LARA HARTE


About This Site

Welcome to my website. Here you will find details of all my books, and a brief guide to each of them based on most frequently asked questions. I have written four novels, two of which are historical: Honour Bound, and Wild Geese, and two of which, Losing It, and First Time are classed as contemporary, though as they were published in the 1990s, theyíre probably quite historical by now. My latest novel, Honour Bound, is published by Banyan Tree Books, New Delhi. Iím delighted that it found a home with an Indian publisher, as most of it is set in India at the height of the British Raj. It is based on the life of Michael Mallin, one of the leaders of Irelandís 1916 Rising which led to the establishment of the Irish Republic, and tells the story of Mallin as a young Irish soldier whose experiences in the British Army lead him into a questioning of his duty and inspire him to become a revolutionary leader. It is my most ambitious work to date, and in 2004, I was awarded an Arts Council Bursary to support my work on it.

About Me

I was born in 1975 and grew up in Dublin, attending an all-Irish speaking primary school and an English-speaking secondary school, a multi-lingual experience which has left me with a facility for picking up languages easily. I have a BA in French and English, and learned Spanish in 2001 as part of a challenge to promote the European Year of Languages. I work as a librarian.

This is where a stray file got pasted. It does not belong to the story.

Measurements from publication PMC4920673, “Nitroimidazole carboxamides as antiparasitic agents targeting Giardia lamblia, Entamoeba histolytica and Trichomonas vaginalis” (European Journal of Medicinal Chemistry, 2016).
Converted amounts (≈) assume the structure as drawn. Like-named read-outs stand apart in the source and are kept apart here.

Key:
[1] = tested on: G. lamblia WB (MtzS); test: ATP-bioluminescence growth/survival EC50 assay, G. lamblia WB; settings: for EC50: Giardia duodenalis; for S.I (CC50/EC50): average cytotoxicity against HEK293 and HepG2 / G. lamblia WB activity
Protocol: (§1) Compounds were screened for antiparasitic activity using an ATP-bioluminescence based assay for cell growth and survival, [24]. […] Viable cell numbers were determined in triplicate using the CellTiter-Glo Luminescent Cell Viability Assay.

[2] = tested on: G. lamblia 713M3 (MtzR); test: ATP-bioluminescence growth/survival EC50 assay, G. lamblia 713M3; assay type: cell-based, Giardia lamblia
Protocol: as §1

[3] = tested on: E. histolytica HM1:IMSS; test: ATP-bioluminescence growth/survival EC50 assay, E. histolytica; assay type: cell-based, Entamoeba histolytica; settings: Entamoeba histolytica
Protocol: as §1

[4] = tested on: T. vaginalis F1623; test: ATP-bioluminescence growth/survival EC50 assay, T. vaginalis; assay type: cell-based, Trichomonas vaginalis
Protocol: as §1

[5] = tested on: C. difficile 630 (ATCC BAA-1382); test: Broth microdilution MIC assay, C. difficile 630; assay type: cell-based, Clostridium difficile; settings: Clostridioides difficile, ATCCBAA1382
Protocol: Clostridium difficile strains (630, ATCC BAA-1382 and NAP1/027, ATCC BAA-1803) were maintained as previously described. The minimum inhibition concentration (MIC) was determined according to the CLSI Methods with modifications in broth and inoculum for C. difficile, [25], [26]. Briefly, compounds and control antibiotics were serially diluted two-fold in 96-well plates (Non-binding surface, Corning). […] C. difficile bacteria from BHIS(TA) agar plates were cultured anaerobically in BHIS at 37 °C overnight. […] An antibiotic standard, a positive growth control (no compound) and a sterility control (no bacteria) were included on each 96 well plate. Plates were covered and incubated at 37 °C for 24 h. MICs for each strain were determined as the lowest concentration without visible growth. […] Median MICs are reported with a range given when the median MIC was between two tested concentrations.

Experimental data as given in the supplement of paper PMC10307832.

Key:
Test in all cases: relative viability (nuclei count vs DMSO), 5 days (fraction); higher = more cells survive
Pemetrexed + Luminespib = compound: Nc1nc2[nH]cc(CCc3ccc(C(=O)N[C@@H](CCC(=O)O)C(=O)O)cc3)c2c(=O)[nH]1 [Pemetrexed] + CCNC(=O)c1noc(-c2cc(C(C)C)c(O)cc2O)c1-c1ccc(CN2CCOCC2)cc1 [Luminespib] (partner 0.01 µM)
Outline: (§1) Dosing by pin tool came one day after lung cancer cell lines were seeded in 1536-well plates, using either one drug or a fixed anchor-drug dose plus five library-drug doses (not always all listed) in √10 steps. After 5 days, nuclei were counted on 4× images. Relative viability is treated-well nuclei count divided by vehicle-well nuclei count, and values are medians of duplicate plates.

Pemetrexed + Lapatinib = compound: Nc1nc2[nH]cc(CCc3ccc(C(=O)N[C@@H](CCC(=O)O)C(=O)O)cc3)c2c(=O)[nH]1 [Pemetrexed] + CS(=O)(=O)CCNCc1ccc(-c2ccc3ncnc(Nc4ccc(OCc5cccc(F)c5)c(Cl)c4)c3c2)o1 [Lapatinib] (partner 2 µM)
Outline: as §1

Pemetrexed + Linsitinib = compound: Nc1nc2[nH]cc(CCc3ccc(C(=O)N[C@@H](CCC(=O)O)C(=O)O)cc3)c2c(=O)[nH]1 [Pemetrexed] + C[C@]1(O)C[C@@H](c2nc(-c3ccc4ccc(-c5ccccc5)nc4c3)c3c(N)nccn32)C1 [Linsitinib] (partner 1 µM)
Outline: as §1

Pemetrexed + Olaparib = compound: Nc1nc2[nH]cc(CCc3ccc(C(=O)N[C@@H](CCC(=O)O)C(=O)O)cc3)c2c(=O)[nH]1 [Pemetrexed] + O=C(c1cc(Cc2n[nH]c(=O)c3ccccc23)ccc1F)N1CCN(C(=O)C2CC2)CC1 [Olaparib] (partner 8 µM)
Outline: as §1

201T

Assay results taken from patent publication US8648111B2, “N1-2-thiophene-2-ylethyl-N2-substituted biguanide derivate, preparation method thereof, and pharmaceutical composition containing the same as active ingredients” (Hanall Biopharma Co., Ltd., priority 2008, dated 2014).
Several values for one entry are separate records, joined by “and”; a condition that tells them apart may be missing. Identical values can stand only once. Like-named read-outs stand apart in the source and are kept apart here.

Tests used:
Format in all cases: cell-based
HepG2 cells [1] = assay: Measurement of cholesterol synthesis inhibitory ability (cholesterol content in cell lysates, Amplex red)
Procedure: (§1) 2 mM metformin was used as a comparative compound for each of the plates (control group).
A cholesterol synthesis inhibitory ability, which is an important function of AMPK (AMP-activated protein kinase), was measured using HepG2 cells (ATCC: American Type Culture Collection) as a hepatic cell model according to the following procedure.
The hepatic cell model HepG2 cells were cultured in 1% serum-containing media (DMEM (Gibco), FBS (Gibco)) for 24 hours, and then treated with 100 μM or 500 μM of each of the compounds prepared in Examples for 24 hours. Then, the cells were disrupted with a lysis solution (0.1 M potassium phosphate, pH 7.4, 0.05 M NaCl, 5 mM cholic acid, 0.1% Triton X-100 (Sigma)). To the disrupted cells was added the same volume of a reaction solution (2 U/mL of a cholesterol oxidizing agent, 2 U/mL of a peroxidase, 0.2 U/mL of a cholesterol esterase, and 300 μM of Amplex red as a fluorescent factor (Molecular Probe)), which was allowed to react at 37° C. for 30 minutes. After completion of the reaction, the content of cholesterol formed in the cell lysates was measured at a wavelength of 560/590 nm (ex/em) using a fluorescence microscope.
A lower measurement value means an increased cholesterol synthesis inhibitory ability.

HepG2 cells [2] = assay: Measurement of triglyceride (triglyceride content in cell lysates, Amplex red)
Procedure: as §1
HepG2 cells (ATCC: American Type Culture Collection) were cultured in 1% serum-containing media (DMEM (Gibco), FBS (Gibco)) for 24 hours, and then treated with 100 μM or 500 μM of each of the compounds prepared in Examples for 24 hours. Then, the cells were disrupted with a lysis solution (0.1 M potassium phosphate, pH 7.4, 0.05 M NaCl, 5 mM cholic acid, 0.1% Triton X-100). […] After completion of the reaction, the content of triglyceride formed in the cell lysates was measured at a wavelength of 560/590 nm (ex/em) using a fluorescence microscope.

I began my writing career young, having written my first novel First Time when I was 18, something people still remember me for, though now that Iím in my thirties and have written three more books, it really does feel like a long, long time ago! All my books have been different, as I like to challenge myself and try out different ideas, styles and genres. Hence, my settings have ranged from modern Dublin to eighteenth-century Dublin and Paris and nineteenth-century India. The common strand between them is that the protagonists are all thoughtful young adults who feel like outsiders in society and struggle to find their place in it during the course of their experiences.

I read widely, but do not have a favourite author or a favourite book. My sole criterion is good writing. I will read anything as long as the writing is good, and never judge a book by its cover or genre-label. I have read science-fiction that is edgier and more sophisticated than some of what passes for hard-hitting literary fiction, and Iíve found supposedly outdated historical romances that feature the kind of strong female characters that put the Bridget Joneses of modern chick-lit to shame. I loathe the current publishing trend that demands that women writers tailor their work to fit the chick-lit moniker. To me, shoe-shopping is a form of torture, not escapist, aspirational fun. And as for the maxim that Mr Right makes Everything Alright, isnít that the kind of cultural poison that promotes traditional subservience rather than independence? So no, itís not for me. But thereís nothing like a good book. . . .

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